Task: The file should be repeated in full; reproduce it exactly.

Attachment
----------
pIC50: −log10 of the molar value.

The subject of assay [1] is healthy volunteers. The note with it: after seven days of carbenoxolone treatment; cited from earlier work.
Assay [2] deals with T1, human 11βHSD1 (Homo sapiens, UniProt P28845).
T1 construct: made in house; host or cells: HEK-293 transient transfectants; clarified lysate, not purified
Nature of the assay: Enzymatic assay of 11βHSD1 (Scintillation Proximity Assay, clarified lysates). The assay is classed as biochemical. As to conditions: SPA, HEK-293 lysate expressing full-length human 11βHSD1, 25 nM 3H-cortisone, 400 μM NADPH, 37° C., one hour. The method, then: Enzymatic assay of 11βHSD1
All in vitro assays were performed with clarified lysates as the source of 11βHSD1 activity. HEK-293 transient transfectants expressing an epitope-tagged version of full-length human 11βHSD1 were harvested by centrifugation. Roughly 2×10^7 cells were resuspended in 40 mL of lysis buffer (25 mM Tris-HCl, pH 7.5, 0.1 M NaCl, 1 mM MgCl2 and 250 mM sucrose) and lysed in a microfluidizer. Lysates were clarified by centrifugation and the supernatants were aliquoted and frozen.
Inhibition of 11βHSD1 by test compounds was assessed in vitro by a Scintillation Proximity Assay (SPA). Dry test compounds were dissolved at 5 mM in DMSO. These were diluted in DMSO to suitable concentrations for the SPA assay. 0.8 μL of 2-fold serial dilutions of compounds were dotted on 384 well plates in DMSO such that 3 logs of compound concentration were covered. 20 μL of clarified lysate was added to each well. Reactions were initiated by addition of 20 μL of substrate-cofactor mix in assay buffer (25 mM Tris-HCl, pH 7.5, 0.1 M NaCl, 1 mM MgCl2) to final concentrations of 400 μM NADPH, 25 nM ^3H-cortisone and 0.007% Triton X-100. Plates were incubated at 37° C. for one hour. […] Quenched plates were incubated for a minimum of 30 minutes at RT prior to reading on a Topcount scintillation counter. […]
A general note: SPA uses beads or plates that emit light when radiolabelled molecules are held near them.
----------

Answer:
pIC50: −log10 of the molar value.

The subject of assay [1] is healthy volunteers. The note with it: after seven days of carbenoxolone treatment; cited from earlier work.
Assay [2] deals with T1, human 11βHSD1 (Homo sapiens, UniProt P28845).
T1 construct: made in house; host or cells: HEK-293 transient transfectants; clarified lysate, not purified
Nature of the assay: Enzymatic assay of 11βHSD1 (Scintillation Proximity Assay, clarified lysates). The assay is classed as biochemical. As to conditions: SPA, HEK-293 lysate expressing full-length human 11βHSD1, 25 nM 3H-cortisone, 400 μM NADPH, 37° C., one hour. The method, then: Enzymatic assay of 11βHSD1
All in vitro assays were performed with clarified lysates as the source of 11βHSD1 activity. HEK-293 transient transfectants expressing an epitope-tagged version of full-length human 11βHSD1 were harvested by centrifugation. Roughly 2×10^7 cells were resuspended in 40 mL of lysis buffer (25 mM Tris-HCl, pH 7.5, 0.1 M NaCl, 1 mM MgCl2 and 250 mM sucrose) and lysed in a microfluidizer. Lysates were clarified by centrifugation and the supernatants were aliquoted and frozen.
Inhibition of 11βHSD1 by test compounds was assessed in vitro by a Scintillation Proximity Assay (SPA). Dry test compounds were dissolved at 5 mM in DMSO. These were diluted in DMSO to suitable concentrations for the SPA assay. 0.8 μL of 2-fold serial dilutions of compounds were dotted on 384 well plates in DMSO such that 3 logs of compound concentration were covered. 20 μL of clarified lysate was added to each well. Reactions were initiated by addition of 20 μL of substrate-cofactor mix in assay buffer (25 mM Tris-HCl, pH 7.5, 0.1 M NaCl, 1 mM MgCl2) to final concentrations of 400 μM NADPH, 25 nM ^3H-cortisone and 0.007% Triton X-100. Plates were incubated at 37° C. for one hour. […] Quenched plates were incubated for a minimum of 30 minutes at RT prior to reading on a Topcount scintillation counter. […]
A general note: SPA uses beads or plates that emit light when radiolabelled molecules are held near them.